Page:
The study concludes that "these findings confirm a benefit to the identification and treatment of women with mild carbohydrate intolerance during pregnancy."
-end-


University of North Carolina Health Care

Related Diabetes Articles from Brightsurf:

New diabetes medication reduced heart event risk in those with diabetes and kidney disease
Sotagliflozin - a type of medication known as an SGLT2 inhibitor primarily prescribed for Type 2 diabetes - reduces the risk of adverse cardiovascular events for patients with diabetes and kidney disease.

Diabetes drug boosts survival in patients with type 2 diabetes and COVID-19 pneumonia
Sitagliptin, a drug to lower blood sugar in type 2 diabetes, also improves survival in diabetic patients hospitalized with COVID-19, suggests a multicenter observational study in Italy.

Making sense of diabetes
Throughout her 38-year nursing career, Laurel Despins has progressed from a bedside nurse to a clinical nurse specialist and has worked in medical, surgical and cardiac intensive care units.

Helping teens with type 1 diabetes improve diabetes control with MyDiaText
Adolescence is a difficult period of development, made more complex for those with Type 1 diabetes mellitus (T1DM).

Diabetes-in-a-dish model uncovers new insights into the cause of type 2 diabetes
Researchers have developed a novel 'disease-in-a-dish' model to study the basic molecular factors that lead to the development of type 2 diabetes, uncovering the potential existence of major signaling defects both inside and outside of the classical insulin signaling cascade, and providing new perspectives on the mechanisms behind insulin resistance in type 2 diabetes and possibly opportunities for the development of novel therapeutics for the disease.

Tele-diabetes to manage new-onset diabetes during COVID-19 pandemic
Two new case studies highlight the use of tele-diabetes to manage new-onset type 1 diabetes in an adult and an infant during the COVID-19 pandemic.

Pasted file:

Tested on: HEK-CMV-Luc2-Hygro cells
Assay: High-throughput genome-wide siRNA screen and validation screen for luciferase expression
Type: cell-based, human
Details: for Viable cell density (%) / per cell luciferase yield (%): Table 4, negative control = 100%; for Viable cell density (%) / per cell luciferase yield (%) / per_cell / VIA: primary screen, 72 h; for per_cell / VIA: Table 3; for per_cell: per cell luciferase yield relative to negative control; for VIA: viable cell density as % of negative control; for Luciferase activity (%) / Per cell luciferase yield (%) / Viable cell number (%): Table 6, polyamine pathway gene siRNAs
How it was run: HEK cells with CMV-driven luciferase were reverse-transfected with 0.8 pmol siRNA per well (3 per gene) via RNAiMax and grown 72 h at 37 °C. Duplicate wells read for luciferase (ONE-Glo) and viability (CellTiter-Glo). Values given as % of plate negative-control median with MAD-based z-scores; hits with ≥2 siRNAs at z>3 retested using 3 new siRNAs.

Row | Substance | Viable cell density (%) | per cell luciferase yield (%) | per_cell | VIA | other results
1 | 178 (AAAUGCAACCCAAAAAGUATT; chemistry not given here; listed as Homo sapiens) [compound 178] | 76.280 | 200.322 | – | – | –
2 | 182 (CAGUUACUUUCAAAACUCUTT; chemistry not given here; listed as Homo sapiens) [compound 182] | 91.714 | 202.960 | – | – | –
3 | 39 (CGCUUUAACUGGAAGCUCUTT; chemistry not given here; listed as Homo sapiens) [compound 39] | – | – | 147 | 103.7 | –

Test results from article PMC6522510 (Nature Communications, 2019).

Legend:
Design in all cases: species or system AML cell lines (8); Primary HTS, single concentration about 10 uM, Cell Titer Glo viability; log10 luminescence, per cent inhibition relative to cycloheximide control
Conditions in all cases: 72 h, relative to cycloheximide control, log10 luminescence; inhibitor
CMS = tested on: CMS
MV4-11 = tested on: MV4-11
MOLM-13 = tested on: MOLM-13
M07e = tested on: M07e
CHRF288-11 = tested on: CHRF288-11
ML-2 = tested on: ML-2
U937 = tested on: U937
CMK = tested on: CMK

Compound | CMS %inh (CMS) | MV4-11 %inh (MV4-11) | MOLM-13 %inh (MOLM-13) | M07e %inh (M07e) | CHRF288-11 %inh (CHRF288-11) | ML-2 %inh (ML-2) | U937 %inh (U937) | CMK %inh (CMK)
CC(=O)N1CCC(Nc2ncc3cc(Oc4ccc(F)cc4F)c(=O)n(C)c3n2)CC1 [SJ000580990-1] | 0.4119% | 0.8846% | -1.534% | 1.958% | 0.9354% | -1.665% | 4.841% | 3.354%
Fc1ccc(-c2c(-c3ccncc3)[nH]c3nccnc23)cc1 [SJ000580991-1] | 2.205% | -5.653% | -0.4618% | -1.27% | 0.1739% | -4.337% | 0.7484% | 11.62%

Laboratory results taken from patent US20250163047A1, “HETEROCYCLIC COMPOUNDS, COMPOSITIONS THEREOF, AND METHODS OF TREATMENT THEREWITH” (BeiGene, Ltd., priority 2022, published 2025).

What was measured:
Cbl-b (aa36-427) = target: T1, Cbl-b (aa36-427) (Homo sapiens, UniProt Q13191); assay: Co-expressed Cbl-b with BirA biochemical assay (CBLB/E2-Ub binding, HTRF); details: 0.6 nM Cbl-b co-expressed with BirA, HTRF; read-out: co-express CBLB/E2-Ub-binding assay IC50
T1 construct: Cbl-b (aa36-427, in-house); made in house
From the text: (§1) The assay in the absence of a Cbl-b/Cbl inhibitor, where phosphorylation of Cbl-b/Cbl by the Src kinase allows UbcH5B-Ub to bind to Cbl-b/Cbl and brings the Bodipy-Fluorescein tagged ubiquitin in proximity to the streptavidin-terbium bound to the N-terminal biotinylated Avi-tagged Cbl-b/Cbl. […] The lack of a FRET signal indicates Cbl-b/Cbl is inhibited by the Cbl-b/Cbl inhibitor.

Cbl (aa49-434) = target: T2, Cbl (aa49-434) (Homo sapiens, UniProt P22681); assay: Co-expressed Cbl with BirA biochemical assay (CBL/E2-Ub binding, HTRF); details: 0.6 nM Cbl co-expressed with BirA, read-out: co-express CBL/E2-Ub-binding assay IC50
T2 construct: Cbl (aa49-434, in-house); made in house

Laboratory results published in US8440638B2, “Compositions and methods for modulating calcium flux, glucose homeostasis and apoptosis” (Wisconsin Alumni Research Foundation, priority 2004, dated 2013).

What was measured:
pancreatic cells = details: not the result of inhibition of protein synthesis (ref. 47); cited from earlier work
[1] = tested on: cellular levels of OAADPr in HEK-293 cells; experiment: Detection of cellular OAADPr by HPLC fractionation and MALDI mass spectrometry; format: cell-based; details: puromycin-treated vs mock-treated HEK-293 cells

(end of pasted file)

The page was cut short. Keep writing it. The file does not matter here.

Genetic profile may predict type 2 diabetes risk among women with gestational diabetes
Women who go on to develop type 2 diabetes after having gestational, or pregnancy-related, diabetes are more likely to have particular genetic profiles, suggests an analysis by researchers at the National Institutes of Health and other institutions.

Maternal gestational diabetes linked to diabetes in children
Children and youth of mothers who had gestational diabetes during pregnancy are at increased risk of diabetes themselves, according to new research published in CMAJ (Canadian Medical Association Journal).

Two diabetes medications don't slow progression of type 2 diabetes in youth
In youth with impaired glucose tolerance or recent-onset type 2 diabetes, neither initial treatment with long-acting insulin followed by the drug metformin, nor metformin alone preserved the body's ability to make insulin, according to results published online June 25 in Diabetes Care.

People with diabetes visit the dentist less frequently despite link between diabetes, oral health
Adults with diabetes are less likely to visit the dentist than people with prediabetes or without diabetes, finds a new study led by researchers at NYU Rory Meyers College of Nursing and East Carolina University's Brody School of Medicine.

Read More: Diabetes News and Diabetes Current Events
Brightsurf.com is a participant in the Amazon Services LLC Associates Program, an affiliate advertising program designed to provide a means for sites to earn advertising fees by advertising and linking to Amazon.com.